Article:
UBC Theses and Dissertations
Urban design requirements, B. C. Place Vancouver, B. C. Kemble, Roger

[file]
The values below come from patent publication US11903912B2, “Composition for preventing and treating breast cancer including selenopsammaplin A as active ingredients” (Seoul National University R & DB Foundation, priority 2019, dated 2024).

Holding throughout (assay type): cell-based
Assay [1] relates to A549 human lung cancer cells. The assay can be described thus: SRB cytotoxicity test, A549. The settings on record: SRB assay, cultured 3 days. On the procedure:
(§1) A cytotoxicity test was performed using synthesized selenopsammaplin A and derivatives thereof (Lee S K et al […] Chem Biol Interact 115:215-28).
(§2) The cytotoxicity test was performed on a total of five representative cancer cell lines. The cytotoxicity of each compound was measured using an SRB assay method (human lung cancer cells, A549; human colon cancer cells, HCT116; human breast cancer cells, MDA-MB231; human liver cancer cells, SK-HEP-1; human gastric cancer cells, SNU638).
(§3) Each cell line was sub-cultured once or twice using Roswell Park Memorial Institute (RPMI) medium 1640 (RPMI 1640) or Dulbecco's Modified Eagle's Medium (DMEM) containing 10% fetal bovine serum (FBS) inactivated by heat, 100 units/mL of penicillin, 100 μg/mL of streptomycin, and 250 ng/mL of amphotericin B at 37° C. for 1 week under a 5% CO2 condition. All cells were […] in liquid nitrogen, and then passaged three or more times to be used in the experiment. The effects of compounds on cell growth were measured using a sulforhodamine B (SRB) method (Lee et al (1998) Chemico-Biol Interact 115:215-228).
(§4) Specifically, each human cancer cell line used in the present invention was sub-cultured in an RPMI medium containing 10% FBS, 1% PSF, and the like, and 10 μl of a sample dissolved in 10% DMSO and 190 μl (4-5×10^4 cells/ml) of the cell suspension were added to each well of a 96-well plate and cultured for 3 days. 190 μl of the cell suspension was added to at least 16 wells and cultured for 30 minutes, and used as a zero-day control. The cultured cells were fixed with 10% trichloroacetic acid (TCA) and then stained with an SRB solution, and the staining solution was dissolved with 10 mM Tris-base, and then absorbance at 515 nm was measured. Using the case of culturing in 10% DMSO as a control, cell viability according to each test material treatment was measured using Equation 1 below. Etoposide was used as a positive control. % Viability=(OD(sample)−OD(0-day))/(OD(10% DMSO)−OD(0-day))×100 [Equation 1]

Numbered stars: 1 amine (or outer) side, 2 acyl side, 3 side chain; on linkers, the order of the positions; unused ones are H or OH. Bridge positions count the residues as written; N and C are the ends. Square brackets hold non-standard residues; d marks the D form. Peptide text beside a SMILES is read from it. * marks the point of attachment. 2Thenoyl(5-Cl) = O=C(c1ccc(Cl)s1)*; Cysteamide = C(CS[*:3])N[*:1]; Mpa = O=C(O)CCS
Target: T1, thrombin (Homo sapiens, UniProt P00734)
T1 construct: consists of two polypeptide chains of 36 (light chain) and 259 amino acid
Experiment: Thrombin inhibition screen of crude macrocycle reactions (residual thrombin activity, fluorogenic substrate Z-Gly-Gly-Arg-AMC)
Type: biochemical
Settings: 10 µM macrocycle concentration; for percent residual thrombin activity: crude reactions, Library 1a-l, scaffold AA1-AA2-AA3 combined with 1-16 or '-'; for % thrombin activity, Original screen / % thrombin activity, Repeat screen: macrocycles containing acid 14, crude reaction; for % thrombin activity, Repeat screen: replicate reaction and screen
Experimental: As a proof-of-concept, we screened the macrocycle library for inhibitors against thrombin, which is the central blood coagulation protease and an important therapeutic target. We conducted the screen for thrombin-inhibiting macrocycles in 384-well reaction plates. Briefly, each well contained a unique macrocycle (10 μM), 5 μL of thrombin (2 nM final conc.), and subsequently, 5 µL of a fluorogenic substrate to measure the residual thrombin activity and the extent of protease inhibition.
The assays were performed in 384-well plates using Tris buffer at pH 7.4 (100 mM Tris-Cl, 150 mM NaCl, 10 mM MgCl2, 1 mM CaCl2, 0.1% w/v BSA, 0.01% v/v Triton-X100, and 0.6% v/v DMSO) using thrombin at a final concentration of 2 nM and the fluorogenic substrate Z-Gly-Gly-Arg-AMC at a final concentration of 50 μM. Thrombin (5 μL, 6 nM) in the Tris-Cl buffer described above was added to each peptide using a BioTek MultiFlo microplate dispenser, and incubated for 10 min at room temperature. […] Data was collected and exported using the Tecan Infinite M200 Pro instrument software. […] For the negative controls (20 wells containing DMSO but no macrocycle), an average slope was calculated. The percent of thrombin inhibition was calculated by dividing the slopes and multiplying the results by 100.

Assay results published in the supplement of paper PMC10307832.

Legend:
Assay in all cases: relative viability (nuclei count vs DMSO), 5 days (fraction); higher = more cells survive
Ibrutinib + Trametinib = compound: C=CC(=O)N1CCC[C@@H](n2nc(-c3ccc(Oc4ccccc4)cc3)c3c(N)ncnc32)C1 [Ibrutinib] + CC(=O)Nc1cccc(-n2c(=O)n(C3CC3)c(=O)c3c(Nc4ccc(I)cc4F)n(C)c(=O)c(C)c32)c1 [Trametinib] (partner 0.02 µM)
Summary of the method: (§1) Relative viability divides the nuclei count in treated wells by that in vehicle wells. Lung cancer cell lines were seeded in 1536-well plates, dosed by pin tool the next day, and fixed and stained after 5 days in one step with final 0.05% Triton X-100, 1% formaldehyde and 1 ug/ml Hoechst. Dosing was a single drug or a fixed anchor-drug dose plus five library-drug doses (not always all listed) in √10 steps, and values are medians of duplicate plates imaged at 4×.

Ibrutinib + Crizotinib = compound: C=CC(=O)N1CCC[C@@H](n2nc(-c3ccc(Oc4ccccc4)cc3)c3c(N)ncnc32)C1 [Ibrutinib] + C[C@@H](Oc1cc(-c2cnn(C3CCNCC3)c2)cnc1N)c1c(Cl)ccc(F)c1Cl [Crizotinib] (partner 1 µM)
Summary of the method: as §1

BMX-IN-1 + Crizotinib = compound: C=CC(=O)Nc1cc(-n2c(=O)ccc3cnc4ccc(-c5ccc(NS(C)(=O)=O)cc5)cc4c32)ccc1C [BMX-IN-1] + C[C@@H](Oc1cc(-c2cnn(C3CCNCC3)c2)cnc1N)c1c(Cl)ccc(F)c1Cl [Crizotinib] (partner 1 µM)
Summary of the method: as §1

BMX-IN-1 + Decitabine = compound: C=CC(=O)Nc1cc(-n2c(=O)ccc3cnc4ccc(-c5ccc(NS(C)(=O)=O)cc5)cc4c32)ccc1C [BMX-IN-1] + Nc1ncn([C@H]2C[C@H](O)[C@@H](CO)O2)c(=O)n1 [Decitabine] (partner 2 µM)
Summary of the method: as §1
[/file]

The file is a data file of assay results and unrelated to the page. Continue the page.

A new set of urban design requirements is proposed to replace the current urban design guidelines for the B. C. Place site in Vancouver, B. C. The site is 90.6 hectares of open area, contiguous to the downtown, it is the subject of extensive planning activities. The site has been chosen because it is free of most of the typical impediments that constrain urban planning in more congested areas of the city. Accordingly, a new way of expressing urban space is appropriate. To be valid urban design requirements must be conceived with a purpose in mind. The purpose, here, is the essential element of urban design, a shared vision of urban space. It must define, within a broad public consensus, a set of urban design requirements communicating, over an extended time period, a consistent vision of urban space. Six urban design requirements are set out to implement a shared vision of urban space. They have been reduced to a minimum to provide as much freedom of expression to the design professions as possible. They are under six headings: Interim Land Use, Site Development, Physical Form and Design, Environment, Occupancy, and Movement. Pivotal in the composition of the urban design requirements is an instrument called the Orthodox Surface Modulator, augmented by a Check List of architectural design elements. Together they become a metaphoric framework of reference, a part of the creative process within the development control system. The Orthodox Surface Modulator, as it is applied, describes the volumetric forms of building envelopes and the public urban spaces between buildings. It describes buildings and spaces to enhance public amenity. It may, under specific environmental circumstances, mitigate undesirable site conditions by describing building envelopes as buffer buildings, shielding passive urban space from noise and distractions. Urban Space is discussed. A Shared Vision of Urban Space, how it is evolved by public discourse, and a proposed Theory of Urban Space is explained. A critique of current urban development on Burrard Street, Vancouver, between Georgia Street and the waterfront explains why the present urban design guidelines, transfer of development rights and bonusing, have failed to produce the intended urban spatial amenity. Urban design requirements are not a new phenomenon. Only since the early 1970s have they taken on their present complex form in the City of Vancouver. A brief historic outline traces the antecedents of the proposed urban design requirements, placing them in context from early Greek attempts to rationalize optical distortion to the present day. The proposed application of the six urban design requirements and the Surface Modulator would be mandatory. The manner in which the elements of the Check List are integrated into the matrix of the Surface Modulator is proposed to be discretionary. The complete set of urban design requirements are intended to be used in a negotiating procedure common in planning practice.
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